The Deaf Institute became a welcome sanctum away from the culture-blind chaos that spilt from most venues on bank holiday Saturday in Manchester with the sublimely curated line-up featuring The Last Clouds, Woman You Stole and Mercury Machine.
The Last Clouds kicked off proceedings with their confessional lyrics, imploring vocals and dark indie electronica stylings that will be familiar with any fans of Covenant, VNV Nation and Apoptygma Berzerk. If any artist can prove there is an intrinsic beauty in vulnerability, it is the Last Clouds. Their recently released single, How to Get Up From This, was all it took to allow my curiosity to transpire into fanatic adoration. The theatrical atmosphere of the single wouldn’t be out of place on the end credits of an apocalyptic blockbuster. Yet, it was the heart-wrenching lyrics, “I tried to speak but it is hard because nobody cares/ I’ll tear the books from my shelf just to lie in the words of somebody else”, that cemented a place on my radar for the criminally underrated act.
If anything can spice up a line-up, it is the je ne sais quoi of Woman You Stole. They set themselves apart by an avant-garde mile with their lively debonair set that easily commanded the crowd into feeling what was orchestrating between them – even if it was fascinatingly unpredictable from one progression to the next.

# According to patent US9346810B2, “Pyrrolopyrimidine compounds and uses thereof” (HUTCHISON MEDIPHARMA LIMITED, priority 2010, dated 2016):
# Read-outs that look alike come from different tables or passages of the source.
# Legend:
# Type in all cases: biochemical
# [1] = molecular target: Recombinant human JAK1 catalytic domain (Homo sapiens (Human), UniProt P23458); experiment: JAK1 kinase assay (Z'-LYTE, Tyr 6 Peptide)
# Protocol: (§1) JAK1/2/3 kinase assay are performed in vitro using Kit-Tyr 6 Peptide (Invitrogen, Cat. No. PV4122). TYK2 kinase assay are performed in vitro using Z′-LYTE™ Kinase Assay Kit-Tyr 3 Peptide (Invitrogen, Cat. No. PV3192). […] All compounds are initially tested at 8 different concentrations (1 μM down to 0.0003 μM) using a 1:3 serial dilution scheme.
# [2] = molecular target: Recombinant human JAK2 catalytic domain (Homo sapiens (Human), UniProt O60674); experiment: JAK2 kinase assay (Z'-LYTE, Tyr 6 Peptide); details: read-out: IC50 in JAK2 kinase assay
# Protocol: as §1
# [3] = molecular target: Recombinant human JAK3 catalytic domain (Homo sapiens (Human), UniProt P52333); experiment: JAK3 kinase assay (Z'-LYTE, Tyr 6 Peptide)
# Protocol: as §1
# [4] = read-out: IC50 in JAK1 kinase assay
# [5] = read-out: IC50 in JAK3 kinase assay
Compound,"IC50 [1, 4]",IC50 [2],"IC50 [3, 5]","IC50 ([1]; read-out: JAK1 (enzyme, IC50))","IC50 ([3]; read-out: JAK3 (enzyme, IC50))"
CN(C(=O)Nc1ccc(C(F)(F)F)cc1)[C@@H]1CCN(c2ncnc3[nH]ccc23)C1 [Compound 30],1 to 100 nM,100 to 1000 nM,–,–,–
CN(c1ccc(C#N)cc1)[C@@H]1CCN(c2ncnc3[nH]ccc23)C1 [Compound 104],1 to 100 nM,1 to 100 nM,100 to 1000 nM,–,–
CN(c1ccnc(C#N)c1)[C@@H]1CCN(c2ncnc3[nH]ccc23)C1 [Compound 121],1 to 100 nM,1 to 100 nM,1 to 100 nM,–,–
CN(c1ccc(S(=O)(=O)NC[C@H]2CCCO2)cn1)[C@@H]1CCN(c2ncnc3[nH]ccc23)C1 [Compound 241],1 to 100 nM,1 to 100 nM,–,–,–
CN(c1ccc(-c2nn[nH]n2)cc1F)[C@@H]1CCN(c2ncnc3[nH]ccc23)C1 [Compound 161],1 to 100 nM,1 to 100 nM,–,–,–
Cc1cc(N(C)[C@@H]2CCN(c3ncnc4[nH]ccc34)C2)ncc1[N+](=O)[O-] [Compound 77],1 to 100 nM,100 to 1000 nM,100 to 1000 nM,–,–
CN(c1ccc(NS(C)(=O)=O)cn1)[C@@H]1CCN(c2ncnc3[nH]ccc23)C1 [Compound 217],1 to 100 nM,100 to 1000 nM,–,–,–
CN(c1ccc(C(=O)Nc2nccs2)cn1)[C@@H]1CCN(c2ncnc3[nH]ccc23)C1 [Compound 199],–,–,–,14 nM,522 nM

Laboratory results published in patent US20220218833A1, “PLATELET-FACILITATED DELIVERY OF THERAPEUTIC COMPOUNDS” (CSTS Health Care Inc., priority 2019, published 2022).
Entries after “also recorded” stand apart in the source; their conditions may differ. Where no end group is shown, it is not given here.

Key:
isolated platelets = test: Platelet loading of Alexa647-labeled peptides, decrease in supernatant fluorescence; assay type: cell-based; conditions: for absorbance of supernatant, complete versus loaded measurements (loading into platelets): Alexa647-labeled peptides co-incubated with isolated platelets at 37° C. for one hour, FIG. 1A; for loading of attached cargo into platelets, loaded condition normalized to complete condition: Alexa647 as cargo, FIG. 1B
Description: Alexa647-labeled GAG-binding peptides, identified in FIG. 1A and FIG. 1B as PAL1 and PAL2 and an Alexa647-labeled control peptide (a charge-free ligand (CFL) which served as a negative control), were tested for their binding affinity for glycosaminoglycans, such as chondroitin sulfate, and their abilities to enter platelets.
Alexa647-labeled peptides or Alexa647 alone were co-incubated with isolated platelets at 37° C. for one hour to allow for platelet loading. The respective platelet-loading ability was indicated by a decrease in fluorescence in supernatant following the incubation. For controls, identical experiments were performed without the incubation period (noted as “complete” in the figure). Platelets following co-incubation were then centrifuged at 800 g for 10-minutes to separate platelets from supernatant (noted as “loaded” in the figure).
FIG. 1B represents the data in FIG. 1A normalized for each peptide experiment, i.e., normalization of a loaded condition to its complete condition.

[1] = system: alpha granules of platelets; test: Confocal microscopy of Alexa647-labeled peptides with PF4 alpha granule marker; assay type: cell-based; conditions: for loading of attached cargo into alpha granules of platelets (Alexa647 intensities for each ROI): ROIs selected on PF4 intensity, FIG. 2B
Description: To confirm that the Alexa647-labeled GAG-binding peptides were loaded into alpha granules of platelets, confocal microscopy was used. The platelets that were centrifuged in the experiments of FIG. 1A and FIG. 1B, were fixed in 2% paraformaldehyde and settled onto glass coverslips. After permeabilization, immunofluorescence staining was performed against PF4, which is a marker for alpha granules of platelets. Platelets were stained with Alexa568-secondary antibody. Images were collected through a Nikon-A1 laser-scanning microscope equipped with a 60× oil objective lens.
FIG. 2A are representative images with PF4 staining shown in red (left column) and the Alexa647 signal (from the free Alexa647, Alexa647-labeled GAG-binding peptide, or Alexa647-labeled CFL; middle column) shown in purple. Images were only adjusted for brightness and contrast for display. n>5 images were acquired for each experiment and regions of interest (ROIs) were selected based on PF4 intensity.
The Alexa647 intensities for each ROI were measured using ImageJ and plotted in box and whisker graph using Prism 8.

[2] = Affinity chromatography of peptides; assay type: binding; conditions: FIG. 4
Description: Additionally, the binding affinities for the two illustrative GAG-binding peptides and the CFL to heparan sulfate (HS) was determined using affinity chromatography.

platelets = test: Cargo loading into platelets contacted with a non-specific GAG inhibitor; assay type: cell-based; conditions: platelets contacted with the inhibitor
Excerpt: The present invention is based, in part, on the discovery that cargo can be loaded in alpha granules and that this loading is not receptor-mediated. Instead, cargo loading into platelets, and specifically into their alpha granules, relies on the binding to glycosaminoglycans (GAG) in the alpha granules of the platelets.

Their capriciously experimental style is arresting on record, seeing it first-hand is something else entirely. Describing Woman You Stole as entrancing may sound hyperbolic but their sophisticated originality that emanates from their authenticity and mind-blowing talent, rather than through diehard determination to find obscurity, is something everyone should make an effort to witness at least once.
It almost seems needless to rave about Mercury Machine; the band that falls outside of the Manchester post-punk assimilative trap and find themselves in far darker territory, one that made me pretty nostalgic about the soundtrack to Cradle of Fear. The Manchester-based dark indie electronica five piece’s set instantly made it obvious why most of the room were sporting their t-shirts and why why so much hype has amassed around them since the release of their critically-acclaimed debut album in 2019.
Their lyrics are too efficacious in allowing you to explore the fucked up avenues of the human psyche while the pace of frenetic rhythms allow you to find euphoria through defiantly dancing to depictions of our mental precariousness. I couldn’t have asked for a better hit of post-lockdown catharsis.
Bands should always be judged by how much they move you emotionally and how much they can make you move; as Mercury Machine got the first post-lockdown dance from me, I can’t give them much higher praise than that.
Their inhibition-stripping histrionic sound still finds space, occasionally, for Marr-style guitars that add even more energy to their caustic industrial sound could fill stadiums. If goths felt more inclined to leave their bedrooms, that is.
Review by Amelia Vandergast